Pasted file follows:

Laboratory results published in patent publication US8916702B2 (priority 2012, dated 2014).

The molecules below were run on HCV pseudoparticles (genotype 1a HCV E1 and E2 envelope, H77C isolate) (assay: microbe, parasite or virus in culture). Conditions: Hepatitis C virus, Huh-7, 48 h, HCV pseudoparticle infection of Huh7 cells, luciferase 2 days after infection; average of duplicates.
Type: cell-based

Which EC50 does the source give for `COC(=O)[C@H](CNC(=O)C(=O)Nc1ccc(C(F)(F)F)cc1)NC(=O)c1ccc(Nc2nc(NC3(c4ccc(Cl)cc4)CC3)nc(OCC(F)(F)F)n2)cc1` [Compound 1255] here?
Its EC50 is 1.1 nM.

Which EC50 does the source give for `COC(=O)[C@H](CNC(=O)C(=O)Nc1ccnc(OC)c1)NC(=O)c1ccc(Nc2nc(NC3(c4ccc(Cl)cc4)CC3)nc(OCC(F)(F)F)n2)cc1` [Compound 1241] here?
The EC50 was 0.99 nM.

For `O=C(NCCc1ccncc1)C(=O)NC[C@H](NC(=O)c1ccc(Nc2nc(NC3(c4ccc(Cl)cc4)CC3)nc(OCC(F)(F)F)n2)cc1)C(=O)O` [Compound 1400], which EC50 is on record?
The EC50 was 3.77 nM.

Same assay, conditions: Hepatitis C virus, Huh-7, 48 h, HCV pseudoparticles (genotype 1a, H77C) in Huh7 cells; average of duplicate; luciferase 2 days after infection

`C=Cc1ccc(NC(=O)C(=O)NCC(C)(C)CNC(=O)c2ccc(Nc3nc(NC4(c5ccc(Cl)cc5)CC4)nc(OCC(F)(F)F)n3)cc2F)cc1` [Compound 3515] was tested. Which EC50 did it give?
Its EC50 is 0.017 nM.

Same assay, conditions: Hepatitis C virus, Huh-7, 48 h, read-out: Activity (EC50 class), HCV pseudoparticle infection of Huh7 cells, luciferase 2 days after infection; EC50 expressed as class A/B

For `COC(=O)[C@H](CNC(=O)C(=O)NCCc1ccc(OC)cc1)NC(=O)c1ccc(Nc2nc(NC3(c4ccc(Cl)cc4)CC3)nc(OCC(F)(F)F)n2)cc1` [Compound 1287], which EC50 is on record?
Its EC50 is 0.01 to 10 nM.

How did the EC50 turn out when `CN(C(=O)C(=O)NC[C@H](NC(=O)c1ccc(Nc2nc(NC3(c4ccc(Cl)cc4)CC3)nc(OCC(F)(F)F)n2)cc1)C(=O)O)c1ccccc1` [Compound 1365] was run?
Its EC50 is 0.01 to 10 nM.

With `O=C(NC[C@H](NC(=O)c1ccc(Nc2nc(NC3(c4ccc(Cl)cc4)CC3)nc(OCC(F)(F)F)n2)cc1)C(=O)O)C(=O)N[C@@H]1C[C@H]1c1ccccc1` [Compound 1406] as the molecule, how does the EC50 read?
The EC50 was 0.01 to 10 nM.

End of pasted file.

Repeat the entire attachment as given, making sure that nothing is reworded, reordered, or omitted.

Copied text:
Laboratory results published in patent publication US8916702B2 (priority 2012, dated 2014).

The molecules below were run on HCV pseudoparticles (genotype 1a HCV E1 and E2 envelope, H77C isolate) (assay: microbe, parasite or virus in culture). Conditions: Hepatitis C virus, Huh-7, 48 h, HCV pseudoparticle infection of Huh7 cells, luciferase 2 days after infection; average of duplicates.
Type: cell-based

Which EC50 does the source give for `COC(=O)[C@H](CNC(=O)C(=O)Nc1ccc(C(F)(F)F)cc1)NC(=O)c1ccc(Nc2nc(NC3(c4ccc(Cl)cc4)CC3)nc(OCC(F)(F)F)n2)cc1` [Compound 1255] here?
Its EC50 is 1.1 nM.

Which EC50 does the source give for `COC(=O)[C@H](CNC(=O)C(=O)Nc1ccnc(OC)c1)NC(=O)c1ccc(Nc2nc(NC3(c4ccc(Cl)cc4)CC3)nc(OCC(F)(F)F)n2)cc1` [Compound 1241] here?
The EC50 was 0.99 nM.

For `O=C(NCCc1ccncc1)C(=O)NC[C@H](NC(=O)c1ccc(Nc2nc(NC3(c4ccc(Cl)cc4)CC3)nc(OCC(F)(F)F)n2)cc1)C(=O)O` [Compound 1400], which EC50 is on record?
The EC50 was 3.77 nM.

Same assay, conditions: Hepatitis C virus, Huh-7, 48 h, HCV pseudoparticles (genotype 1a, H77C) in Huh7 cells; average of duplicate; luciferase 2 days after infection

`C=Cc1ccc(NC(=O)C(=O)NCC(C)(C)CNC(=O)c2ccc(Nc3nc(NC4(c5ccc(Cl)cc5)CC4)nc(OCC(F)(F)F)n3)cc2F)cc1` [Compound 3515] was tested. Which EC50 did it give?
Its EC50 is 0.017 nM.

Same assay, conditions: Hepatitis C virus, Huh-7, 48 h, read-out: Activity (EC50 class), HCV pseudoparticle infection of Huh7 cells, luciferase 2 days after infection; EC50 expressed as class A/B

For `COC(=O)[C@H](CNC(=O)C(=O)NCCc1ccc(OC)cc1)NC(=O)c1ccc(Nc2nc(NC3(c4ccc(Cl)cc4)CC3)nc(OCC(F)(F)F)n2)cc1` [Compound 1287], which EC50 is on record?
Its EC50 is 0.01 to 10 nM.

How did the EC50 turn out when `CN(C(=O)C(=O)NC[C@H](NC(=O)c1ccc(Nc2nc(NC3(c4ccc(Cl)cc4)CC3)nc(OCC(F)(F)F)n2)cc1)C(=O)O)c1ccccc1` [Compound 1365] was run?
Its EC50 is 0.01 to 10 nM.

With `O=C(NC[C@H](NC(=O)c1ccc(Nc2nc(NC3(c4ccc(Cl)cc4)CC3)nc(OCC(F)(F)F)n2)cc1)C(=O)O)C(=O)N[C@@H]1C[C@H]1c1ccccc1` [Compound 1406] as the molecule, how does the EC50 read?
The EC50 was 0.01 to 10 nM.